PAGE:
When the Washington Redskins face the Chicago Bears on Sunday, Mike Shanahan will see familiar faces in quarterback Jay Cutler and wide receiver Brandon Marshall – players he drafted as coach of the Denver Broncos in 2006.
Shanahan took Cutler in the first round and Marshall in the fourth round.
Cutler wound up starting five games as a rookie out of Vanderbilt. Two seasons later – in 2008 – Cutler had the best individual campaign of his career to date as he threw for 4,526 yards and 25 touchdowns en route to his only Pro Bowl.
Denver’s offense ranked second in the NFL in total yards that season, but defensive struggles crippled the team. The Broncos gave up the fourth-most yards in the league and the third-most points that season. The team missed the playoffs a third consecutive year, and Shanahan was fired following the season.
Cutler struggled in his first and only regular season meeting against Shanahan. In that 2010 meeting between Chicago and Washington, Cutler threw four interceptions – all to DeAngelo Hall – in a 17-14 loss.
Because he knows Cutler well, Shanahan predicts that terrible performance will not have any mental carry-over effect on the quarterback.
“No. Jay is one that can wipe things out just like that,” Shanahan said. “He doesn’t have a long memory. He’s very competitive. He’s going to give it everything he’s got, but after something’s over, he can concentrate very quickly on the next game. He always wants to play well.”
Marshall also made the Pro Bowl in 2008 after recording 104 catches for 1,265 yards and six touchdowns. The 104 receptions had represented a career high until last season.
The wide receiver represents another of Shanahan’s mid-to-late-round draft finds. Marshall, initially relatively unknown out of the University of Central Florida, has since blossomed into a four-time Pro Bowl selection.
Marshall came into the NFL with limited experience as a receiver. As a college senior in 2005, he had 74 catches for 1,195 yards and 11 touchdowns. But he started at safety his junior year, and on offense had only eight catches for 84 yards.
Shanahan says it took no time at all for Marshall to begin showing flashes of greatness once he got to Denver, however.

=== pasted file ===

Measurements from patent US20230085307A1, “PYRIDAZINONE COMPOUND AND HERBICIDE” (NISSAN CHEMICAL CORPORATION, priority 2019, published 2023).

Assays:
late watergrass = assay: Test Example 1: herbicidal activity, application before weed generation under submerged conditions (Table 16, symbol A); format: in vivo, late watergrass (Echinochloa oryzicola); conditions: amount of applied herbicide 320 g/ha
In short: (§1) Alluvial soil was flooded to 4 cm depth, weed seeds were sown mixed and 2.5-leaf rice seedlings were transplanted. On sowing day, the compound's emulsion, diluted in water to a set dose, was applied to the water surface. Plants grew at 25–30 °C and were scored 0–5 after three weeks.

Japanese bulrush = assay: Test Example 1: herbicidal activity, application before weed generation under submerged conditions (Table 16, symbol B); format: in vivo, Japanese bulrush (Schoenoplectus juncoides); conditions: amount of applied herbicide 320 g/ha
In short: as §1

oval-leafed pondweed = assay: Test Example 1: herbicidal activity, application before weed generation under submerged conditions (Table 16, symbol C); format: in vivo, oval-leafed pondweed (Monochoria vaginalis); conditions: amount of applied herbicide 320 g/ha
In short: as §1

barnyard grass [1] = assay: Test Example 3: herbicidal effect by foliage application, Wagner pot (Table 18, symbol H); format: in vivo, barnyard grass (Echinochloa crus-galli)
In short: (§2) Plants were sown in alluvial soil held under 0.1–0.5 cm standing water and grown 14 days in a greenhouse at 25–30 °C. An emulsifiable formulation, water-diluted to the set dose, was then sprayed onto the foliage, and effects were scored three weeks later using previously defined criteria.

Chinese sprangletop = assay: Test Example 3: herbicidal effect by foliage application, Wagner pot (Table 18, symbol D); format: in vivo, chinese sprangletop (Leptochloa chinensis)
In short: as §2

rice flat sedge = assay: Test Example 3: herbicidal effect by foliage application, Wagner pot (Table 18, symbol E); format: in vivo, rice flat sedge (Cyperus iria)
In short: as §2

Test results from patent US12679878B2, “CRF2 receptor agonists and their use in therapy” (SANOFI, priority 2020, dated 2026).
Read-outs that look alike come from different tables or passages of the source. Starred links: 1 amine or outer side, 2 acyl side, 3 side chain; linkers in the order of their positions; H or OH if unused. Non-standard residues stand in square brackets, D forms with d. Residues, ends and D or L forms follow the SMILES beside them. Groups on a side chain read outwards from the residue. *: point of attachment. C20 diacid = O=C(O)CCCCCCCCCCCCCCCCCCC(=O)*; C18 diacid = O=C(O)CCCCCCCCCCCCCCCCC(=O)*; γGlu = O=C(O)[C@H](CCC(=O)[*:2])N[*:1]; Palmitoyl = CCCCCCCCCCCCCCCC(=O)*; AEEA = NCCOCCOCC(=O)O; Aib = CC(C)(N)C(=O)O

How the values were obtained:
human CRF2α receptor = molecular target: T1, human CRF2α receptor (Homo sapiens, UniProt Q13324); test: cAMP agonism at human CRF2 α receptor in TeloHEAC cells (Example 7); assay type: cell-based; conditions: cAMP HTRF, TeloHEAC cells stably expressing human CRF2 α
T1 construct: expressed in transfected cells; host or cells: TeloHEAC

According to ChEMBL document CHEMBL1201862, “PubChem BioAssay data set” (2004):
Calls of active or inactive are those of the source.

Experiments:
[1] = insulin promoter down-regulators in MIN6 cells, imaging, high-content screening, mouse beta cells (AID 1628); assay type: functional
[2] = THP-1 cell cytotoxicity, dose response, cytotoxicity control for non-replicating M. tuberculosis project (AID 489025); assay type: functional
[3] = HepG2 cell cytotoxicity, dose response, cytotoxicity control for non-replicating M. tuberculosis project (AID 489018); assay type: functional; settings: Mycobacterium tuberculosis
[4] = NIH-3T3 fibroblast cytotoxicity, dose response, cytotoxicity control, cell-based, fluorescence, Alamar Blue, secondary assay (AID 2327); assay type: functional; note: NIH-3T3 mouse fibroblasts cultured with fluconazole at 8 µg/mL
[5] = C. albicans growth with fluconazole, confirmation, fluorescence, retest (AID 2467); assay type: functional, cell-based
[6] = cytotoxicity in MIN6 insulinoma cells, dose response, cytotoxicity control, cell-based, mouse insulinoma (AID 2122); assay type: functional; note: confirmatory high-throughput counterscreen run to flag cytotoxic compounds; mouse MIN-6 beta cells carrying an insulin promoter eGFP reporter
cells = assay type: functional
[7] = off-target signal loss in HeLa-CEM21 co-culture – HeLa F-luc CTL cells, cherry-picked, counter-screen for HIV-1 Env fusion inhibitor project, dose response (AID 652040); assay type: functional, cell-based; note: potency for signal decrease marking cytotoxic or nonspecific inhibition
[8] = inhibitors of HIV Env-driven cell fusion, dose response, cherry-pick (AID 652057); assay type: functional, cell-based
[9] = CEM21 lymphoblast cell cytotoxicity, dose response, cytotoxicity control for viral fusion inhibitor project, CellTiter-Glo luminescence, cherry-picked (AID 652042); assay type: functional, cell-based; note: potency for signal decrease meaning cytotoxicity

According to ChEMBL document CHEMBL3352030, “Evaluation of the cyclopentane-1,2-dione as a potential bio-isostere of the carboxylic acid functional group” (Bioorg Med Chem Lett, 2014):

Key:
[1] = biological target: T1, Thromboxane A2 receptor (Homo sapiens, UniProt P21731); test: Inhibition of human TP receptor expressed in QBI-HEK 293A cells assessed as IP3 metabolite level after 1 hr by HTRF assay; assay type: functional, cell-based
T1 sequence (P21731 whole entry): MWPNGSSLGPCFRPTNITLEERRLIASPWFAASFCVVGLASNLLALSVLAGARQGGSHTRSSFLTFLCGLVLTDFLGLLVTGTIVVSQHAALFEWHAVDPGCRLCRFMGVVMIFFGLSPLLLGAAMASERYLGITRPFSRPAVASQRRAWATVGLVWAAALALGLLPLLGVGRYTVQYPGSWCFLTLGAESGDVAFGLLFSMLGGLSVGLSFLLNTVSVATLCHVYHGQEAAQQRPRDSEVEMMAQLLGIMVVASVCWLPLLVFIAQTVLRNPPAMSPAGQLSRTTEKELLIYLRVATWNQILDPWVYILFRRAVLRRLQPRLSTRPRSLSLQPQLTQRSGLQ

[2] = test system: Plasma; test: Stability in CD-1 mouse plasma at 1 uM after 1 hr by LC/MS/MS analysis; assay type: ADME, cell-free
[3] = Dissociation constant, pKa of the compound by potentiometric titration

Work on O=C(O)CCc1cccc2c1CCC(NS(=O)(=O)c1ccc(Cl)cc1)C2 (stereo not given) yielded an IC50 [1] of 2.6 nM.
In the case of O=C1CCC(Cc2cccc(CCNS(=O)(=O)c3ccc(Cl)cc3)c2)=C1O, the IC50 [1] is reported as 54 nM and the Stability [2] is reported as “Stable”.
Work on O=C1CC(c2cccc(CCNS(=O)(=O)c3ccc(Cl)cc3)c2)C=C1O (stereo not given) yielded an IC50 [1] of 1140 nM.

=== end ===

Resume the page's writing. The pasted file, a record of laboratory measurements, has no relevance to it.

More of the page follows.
“[Cornerback] Champ Bailey came up to me after the first minicamp we had and he said, ‘What did this guy do? How come he lasted to the fourth round?’ That was after the first day of one-on-one,” Shanahan recalled. “[Bailey] said, ‘He had to have done something bad, because there’s no way this guy could last until the fourth round.’ So that’s what our players thought about Brandon the first time they had one-on-one. You could always see his speed on film. You know, he did play free safety the year before. Then, after the year at free safety, he went to wide receiver. You didn’t see all that speed unless you worked him out one-on-one. But he was very talented, very strong. You have a hard time bumping him because with his strength, DBs usually just bounce off of him. That’s one of the reasons why he’s had so much success.”
With Cutler and Marshall both putting up Pro Bowl-caliber numbers this season, Shanahan says that the Redskins’ secondary has a stiff challenge at hand. It will take a collective effort to limit the duo, the coach says.
“You’ve got a quarterback that’s playing very well and you’ve got a receiver like Brandon, who is extremely strong, has great hands and it’s another challenge for him and our defense in general,” Shanahan said. “You’ve got to play well as a group because not one guy is going to shut Brandon Marshall down. One guy is not going to shut down Cutler. As a group we have to play like we did against Dallas or maybe even a little bit better.”
Have a Redskins question? E-mail Mike Jones at email@example.com with the subject line “Mailbag question” for him to answer it in The Mailbag on Tuesday.
● On Sunday, our live blog starts up at 11 a.m., and Mike Jones will have a game day Q&A with a player and notes before the kickoff at FedEx against the Bears at 1 p.m.
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